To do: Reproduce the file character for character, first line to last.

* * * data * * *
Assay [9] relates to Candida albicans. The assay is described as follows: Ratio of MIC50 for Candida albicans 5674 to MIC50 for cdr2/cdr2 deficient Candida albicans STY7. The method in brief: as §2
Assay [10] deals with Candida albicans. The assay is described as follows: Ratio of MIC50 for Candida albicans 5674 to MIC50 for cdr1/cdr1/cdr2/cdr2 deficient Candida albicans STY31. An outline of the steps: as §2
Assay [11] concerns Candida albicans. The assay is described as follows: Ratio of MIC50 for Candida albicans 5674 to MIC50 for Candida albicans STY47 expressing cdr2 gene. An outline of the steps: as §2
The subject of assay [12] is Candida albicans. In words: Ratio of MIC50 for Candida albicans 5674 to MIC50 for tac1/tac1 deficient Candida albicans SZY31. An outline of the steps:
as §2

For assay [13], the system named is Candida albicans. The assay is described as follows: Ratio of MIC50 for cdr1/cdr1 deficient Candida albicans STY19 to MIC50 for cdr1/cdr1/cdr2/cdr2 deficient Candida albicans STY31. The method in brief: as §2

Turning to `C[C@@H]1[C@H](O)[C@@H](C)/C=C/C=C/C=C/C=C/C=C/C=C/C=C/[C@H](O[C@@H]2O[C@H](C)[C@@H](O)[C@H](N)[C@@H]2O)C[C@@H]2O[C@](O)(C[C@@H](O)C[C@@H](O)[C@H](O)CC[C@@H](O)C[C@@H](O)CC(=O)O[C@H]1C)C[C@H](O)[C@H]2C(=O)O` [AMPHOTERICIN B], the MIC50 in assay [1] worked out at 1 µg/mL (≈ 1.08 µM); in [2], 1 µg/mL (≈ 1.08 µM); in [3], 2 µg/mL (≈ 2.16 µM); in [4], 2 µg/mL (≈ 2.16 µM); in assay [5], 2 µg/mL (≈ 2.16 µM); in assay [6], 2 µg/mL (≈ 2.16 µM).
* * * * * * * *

Assay [9] relates to Candida albicans. The assay is described as follows: Ratio of MIC50 for Candida albicans 5674 to MIC50 for cdr2/cdr2 deficient Candida albicans STY7. The method in brief: as §2
Assay [10] deals with Candida albicans. The assay is described as follows: Ratio of MIC50 for Candida albicans 5674 to MIC50 for cdr1/cdr1/cdr2/cdr2 deficient Candida albicans STY31. An outline of the steps: as §2
Assay [11] concerns Candida albicans. The assay is described as follows: Ratio of MIC50 for Candida albicans 5674 to MIC50 for Candida albicans STY47 expressing cdr2 gene. An outline of the steps: as §2
The subject of assay [12] is Candida albicans. In words: Ratio of MIC50 for Candida albicans 5674 to MIC50 for tac1/tac1 deficient Candida albicans SZY31. An outline of the steps:
as §2

For assay [13], the system named is Candida albicans. The assay is described as follows: Ratio of MIC50 for cdr1/cdr1 deficient Candida albicans STY19 to MIC50 for cdr1/cdr1/cdr2/cdr2 deficient Candida albicans STY31. The method in brief: as §2

Turning to `C[C@@H]1[C@H](O)[C@@H](C)/C=C/C=C/C=C/C=C/C=C/C=C/C=C/[C@H](O[C@@H]2O[C@H](C)[C@@H](O)[C@H](N)[C@@H]2O)C[C@@H]2O[C@](O)(C[C@@H](O)C[C@@H](O)[C@H](O)CC[C@@H](O)C[C@@H](O)CC(=O)O[C@H]1C)C[C@H](O)[C@H]2C(=O)O` [AMPHOTERICIN B], the MIC50 in assay [1] worked out at 1 µg/mL (≈ 1.08 µM); in [2], 1 µg/mL (≈ 1.08 µM); in [3], 2 µg/mL (≈ 2.16 µM); in [4], 2 µg/mL (≈ 2.16 µM); in assay [5], 2 µg/mL (≈ 2.16 µM); in assay [6], 2 µg/mL (≈ 2.16 µM).